Article

Sleep Problems in Children with Fetal Alcohol Spectrum Disorders

Department of Pediatrics, Division of Pulmonary and Sleep Medicine, University of Washington School of Medicine, Seattle, WA, USA.
Journal of clinical sleep medicine: JCSM: official publication of the American Academy of Sleep Medicine (Impact Factor: 2.83). 01/2012; 8(4):421-9. DOI: 10.5664/jcsm.2038
Source: PubMed

ABSTRACT Sleep problems in children with fetal alcohol spectrum disorders (FASD) are reportedly common but not well characterized. Objectives were to: (1) assess sleep concerns in children with FASD using a caregiver-report survey, the Children's Sleep Habits Questionnaire (CSHQ); (2) compare CSHQ results with those of previously reported community sample; and (3) describe pilot polysomnography findings in children with FASD.
Children with FASD were recruited from a behavioral intervention study, and participating caregivers completed the CSHQ. CSHQ results were compared with the original data from a previously published community sample of similar age. Participants with FASD and elevated CSHQ scores were offered overnight polysomnography.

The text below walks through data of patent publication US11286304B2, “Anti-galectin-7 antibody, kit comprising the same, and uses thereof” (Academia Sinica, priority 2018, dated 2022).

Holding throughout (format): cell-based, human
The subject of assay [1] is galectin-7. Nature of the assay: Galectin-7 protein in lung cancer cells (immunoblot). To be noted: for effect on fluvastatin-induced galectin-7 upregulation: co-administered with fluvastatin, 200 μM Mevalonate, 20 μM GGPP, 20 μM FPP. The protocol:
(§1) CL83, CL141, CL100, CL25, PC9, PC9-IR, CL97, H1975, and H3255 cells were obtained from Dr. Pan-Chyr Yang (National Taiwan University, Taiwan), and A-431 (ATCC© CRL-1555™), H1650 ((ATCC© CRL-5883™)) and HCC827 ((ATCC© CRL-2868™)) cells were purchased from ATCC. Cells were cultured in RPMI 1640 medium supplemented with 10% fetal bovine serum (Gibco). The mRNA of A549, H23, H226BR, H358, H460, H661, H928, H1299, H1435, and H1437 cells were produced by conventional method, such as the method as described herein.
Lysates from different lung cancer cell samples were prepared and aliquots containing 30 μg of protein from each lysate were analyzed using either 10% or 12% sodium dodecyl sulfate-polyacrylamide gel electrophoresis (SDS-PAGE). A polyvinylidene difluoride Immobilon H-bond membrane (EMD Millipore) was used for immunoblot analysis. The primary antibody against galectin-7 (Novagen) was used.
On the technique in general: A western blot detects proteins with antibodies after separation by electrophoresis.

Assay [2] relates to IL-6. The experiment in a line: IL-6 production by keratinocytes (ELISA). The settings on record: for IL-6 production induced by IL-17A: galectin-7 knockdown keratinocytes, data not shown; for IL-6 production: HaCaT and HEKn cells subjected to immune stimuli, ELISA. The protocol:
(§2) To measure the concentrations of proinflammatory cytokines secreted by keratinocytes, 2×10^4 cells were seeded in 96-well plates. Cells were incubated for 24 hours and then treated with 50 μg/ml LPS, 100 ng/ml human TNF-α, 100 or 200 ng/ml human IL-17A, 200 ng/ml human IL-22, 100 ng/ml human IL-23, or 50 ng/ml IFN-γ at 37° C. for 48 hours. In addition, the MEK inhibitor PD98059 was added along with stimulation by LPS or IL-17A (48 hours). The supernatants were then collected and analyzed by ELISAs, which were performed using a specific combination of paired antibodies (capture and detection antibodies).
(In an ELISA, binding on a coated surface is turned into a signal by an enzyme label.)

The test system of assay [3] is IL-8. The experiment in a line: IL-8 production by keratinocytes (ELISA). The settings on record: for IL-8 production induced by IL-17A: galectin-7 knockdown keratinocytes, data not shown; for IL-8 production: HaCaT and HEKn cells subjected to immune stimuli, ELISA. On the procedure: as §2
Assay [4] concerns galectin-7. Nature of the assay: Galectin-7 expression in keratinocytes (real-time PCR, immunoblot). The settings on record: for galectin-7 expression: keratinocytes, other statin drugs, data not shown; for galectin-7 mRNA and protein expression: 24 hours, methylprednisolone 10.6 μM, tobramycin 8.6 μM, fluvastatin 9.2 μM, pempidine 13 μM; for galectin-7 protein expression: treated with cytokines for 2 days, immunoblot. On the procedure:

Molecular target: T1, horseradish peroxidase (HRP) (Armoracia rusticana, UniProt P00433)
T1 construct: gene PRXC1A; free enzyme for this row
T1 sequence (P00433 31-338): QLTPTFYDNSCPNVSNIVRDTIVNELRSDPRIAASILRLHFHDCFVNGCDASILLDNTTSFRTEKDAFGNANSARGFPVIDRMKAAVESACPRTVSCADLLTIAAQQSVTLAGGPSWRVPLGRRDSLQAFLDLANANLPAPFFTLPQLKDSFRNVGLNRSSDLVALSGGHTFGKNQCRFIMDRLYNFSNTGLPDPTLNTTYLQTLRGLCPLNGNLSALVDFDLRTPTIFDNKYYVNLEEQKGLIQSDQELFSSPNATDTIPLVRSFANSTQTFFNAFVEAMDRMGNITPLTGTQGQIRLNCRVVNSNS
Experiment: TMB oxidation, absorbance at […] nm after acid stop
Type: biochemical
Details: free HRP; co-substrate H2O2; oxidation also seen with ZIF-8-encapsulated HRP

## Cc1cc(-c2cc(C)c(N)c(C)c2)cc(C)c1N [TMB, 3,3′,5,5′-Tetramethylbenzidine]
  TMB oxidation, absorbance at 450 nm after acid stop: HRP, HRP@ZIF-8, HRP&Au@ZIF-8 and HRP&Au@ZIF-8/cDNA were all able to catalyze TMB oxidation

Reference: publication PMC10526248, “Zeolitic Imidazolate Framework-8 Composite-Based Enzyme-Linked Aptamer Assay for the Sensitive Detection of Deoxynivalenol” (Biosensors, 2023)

Thirty-three children with FASD (4.1-12.1 years) were enrolled; 85% of children with FASD scored above the clinical cutoff Total Score of 41, reflecting marked sleep disturbance. Elevated subdomain scores occurred primarily in areas concerning for pediatric insomnia. Those with comorbid ADHD had elevated CSHQ on additional subdomains with no difference in Total Scores. Compared with the community sample, children with FASD had higher Total Scores on the CSHQ (52 vs. 39, p < 0.001). Polysomnography, completed in 5 subjects, revealed mild sleep disordered breathing and fragmented sleep with elevated non-respiratory arousal indices.
Clinically significant sleep problems are present in children with FASD on both subjective and objective measures. Further investigation is needed to better describe these sleep disturbances and their impact on overall health and daytime neurobehavioral problems in this clinical population.

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